Improvement of Energy Efficiency of Emissions Capture in Steel Melt Shops through a Robust Simulation Framework
Iron and steel manufacturing are highly energy-intensive processes, with an energy consumption of about 5 to 6 Gcal/tonne of crude steel produced. In the USA, it contributes to ~ 1.5% of total country-wide energy consumption and ~ 6% of the total energy consumption of the manufacturing sector. The steel industry also accounts for ~7% to 9% of the total annual anthropogenic CO2 emissions – emitting an about 1.9 to 2.1 tonnes of CO2 / tonne of crude steel produced.
In the present day, the goals of improving the efficiency of steelmaking processes through various innovations and process improvements are unmet without conforming to the tightening emission norms. A typical steelmaking furnace gives off emissions during operations such as charging, tapping, melting and blowing. Given that the steelmaking processes are of the batch type, a sealed capture of emissions is not possible and therefore presents various challenges for their efficient capture.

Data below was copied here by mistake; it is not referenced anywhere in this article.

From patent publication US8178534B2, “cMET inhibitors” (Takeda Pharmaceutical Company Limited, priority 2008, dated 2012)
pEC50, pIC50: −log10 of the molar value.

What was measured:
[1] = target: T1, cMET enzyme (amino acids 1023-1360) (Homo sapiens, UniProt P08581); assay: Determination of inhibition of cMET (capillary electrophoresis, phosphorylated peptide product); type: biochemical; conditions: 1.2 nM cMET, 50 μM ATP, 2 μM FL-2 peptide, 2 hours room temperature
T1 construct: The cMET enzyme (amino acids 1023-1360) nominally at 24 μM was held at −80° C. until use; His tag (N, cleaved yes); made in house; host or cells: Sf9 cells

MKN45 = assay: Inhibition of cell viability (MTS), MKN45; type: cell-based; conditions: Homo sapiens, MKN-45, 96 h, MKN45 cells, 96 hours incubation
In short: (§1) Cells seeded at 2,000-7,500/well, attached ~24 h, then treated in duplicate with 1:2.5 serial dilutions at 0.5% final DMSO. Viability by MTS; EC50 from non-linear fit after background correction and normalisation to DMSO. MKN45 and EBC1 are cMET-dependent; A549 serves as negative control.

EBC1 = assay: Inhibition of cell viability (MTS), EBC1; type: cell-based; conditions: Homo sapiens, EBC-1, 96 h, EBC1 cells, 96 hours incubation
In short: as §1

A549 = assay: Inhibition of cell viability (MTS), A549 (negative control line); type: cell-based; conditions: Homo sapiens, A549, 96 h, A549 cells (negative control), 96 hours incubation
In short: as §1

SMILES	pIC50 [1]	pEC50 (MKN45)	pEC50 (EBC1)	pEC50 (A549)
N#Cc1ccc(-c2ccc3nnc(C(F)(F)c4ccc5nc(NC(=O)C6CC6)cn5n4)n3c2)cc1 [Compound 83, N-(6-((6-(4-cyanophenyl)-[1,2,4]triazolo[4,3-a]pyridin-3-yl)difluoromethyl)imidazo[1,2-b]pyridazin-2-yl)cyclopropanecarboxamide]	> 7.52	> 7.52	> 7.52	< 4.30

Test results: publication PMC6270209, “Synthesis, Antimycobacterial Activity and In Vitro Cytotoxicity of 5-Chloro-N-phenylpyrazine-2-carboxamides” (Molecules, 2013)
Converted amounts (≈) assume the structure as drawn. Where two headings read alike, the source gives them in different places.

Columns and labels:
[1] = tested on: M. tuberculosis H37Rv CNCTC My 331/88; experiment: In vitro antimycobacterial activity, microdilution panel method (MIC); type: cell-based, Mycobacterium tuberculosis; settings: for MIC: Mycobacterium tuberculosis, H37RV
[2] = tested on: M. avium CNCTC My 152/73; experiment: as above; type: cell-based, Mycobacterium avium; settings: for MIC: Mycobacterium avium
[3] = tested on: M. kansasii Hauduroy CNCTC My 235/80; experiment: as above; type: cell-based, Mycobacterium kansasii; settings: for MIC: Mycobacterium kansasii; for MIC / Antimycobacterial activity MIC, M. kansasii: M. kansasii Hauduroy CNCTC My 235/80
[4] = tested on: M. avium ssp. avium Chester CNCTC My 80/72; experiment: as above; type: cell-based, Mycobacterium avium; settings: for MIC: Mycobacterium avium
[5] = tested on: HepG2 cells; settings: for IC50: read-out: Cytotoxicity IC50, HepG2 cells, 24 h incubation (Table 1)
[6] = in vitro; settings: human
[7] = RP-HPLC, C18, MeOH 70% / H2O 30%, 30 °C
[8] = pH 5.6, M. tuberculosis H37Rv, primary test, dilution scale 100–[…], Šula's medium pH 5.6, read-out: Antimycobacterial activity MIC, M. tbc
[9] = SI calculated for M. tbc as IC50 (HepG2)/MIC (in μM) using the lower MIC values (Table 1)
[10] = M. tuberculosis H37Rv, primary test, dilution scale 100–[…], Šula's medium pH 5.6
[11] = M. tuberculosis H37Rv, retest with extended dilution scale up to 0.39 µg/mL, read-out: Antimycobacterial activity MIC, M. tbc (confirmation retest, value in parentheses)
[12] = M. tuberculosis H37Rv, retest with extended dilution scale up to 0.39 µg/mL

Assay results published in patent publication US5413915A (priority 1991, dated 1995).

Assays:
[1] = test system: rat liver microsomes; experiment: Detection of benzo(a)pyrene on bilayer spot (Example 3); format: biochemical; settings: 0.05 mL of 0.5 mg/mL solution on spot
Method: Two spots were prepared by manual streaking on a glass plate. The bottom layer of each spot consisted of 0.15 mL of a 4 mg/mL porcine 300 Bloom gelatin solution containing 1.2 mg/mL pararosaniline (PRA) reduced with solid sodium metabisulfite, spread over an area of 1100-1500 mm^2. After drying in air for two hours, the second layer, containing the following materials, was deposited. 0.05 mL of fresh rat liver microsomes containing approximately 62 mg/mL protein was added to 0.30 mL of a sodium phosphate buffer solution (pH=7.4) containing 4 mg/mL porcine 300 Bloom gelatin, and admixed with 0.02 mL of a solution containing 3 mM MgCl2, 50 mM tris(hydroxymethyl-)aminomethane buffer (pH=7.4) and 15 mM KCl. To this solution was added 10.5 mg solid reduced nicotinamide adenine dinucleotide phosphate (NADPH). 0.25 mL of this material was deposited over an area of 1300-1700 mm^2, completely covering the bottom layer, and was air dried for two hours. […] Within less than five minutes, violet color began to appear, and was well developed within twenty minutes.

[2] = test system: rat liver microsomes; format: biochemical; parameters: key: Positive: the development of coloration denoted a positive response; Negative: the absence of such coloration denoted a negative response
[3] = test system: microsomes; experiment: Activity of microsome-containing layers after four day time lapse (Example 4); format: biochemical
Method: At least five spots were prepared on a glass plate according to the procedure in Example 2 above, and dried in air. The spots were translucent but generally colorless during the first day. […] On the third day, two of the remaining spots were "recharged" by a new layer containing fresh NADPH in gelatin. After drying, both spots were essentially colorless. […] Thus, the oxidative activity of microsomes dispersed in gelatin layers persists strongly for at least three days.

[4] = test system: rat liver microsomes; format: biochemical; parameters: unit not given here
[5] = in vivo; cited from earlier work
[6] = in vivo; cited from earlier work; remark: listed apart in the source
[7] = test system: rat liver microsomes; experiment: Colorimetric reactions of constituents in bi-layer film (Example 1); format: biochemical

The present work presents the CFD framework development and highlights the simulations carried out at Dastur Innovation Labs with regards to the energy-efficient capture of secondary emissions in selected industrial BOF and EAF configurations